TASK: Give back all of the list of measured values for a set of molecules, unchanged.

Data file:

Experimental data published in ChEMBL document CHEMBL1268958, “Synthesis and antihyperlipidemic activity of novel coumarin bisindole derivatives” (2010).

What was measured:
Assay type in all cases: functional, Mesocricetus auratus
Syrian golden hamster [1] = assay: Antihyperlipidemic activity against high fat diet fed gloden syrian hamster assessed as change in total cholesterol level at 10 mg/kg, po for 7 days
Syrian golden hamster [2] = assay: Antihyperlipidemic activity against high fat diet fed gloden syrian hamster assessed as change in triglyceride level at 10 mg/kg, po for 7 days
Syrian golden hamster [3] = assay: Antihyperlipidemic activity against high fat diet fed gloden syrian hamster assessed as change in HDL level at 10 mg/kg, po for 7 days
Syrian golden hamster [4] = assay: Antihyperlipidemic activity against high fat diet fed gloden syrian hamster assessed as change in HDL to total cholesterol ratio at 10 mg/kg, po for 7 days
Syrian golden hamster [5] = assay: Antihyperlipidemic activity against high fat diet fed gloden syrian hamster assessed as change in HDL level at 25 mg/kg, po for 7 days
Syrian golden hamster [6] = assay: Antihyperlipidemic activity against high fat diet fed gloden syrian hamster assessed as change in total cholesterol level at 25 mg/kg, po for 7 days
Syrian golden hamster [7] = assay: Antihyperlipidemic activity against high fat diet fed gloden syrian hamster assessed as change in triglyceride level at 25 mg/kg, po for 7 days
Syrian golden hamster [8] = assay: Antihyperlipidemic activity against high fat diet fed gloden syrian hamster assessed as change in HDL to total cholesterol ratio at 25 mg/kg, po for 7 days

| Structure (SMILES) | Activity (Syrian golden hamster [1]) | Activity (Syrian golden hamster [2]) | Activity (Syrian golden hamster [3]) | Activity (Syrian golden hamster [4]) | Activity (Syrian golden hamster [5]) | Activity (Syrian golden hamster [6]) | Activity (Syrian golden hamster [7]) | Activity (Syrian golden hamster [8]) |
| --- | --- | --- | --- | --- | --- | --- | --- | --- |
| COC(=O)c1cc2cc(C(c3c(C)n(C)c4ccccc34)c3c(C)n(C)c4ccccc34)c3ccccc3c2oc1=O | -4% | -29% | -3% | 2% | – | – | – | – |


Experimental data published in ChEMBL document CHEMBL1268958, “Synthesis and antihyperlipidemic activity of novel coumarin bisindole derivatives” (2010).

What was measured:
Assay type in all cases: functional, Mesocricetus auratus
Syrian golden hamster [1] = assay: Antihyperlipidemic activity against high fat diet fed gloden syrian hamster assessed as change in total cholesterol level at 10 mg/kg, po for 7 days
Syrian golden hamster [2] = assay: Antihyperlipidemic activity against high fat diet fed gloden syrian hamster assessed as change in triglyceride level at 10 mg/kg, po for 7 days
Syrian golden hamster [3] = assay: Antihyperlipidemic activity against high fat diet fed gloden syrian hamster assessed as change in HDL level at 10 mg/kg, po for 7 days
Syrian golden hamster [4] = assay: Antihyperlipidemic activity against high fat diet fed gloden syrian hamster assessed as change in HDL to total cholesterol ratio at 10 mg/kg, po for 7 days
Syrian golden hamster [5] = assay: Antihyperlipidemic activity against high fat diet fed gloden syrian hamster assessed as change in HDL level at 25 mg/kg, po for 7 days
Syrian golden hamster [6] = assay: Antihyperlipidemic activity against high fat diet fed gloden syrian hamster assessed as change in total cholesterol level at 25 mg/kg, po for 7 days
Syrian golden hamster [7] = assay: Antihyperlipidemic activity against high fat diet fed gloden syrian hamster assessed as change in triglyceride level at 25 mg/kg, po for 7 days
Syrian golden hamster [8] = assay: Antihyperlipidemic activity against high fat diet fed gloden syrian hamster assessed as change in HDL to total cholesterol ratio at 25 mg/kg, po for 7 days

| Structure (SMILES) | Activity (Syrian golden hamster [1]) | Activity (Syrian golden hamster [2]) | Activity (Syrian golden hamster [3]) | Activity (Syrian golden hamster [4]) | Activity (Syrian golden hamster [5]) | Activity (Syrian golden hamster [6]) | Activity (Syrian golden hamster [7]) | Activity (Syrian golden hamster [8]) |
| --- | --- | --- | --- | --- | --- | --- | --- | --- |
| COC(=O)c1cc2cc(C(c3c(C)n(C)c4ccccc34)c3c(C)n(C)c4ccccc34)c3ccccc3c2oc1=O | -4% | -29% | -3% | 2% | – | – | – | – |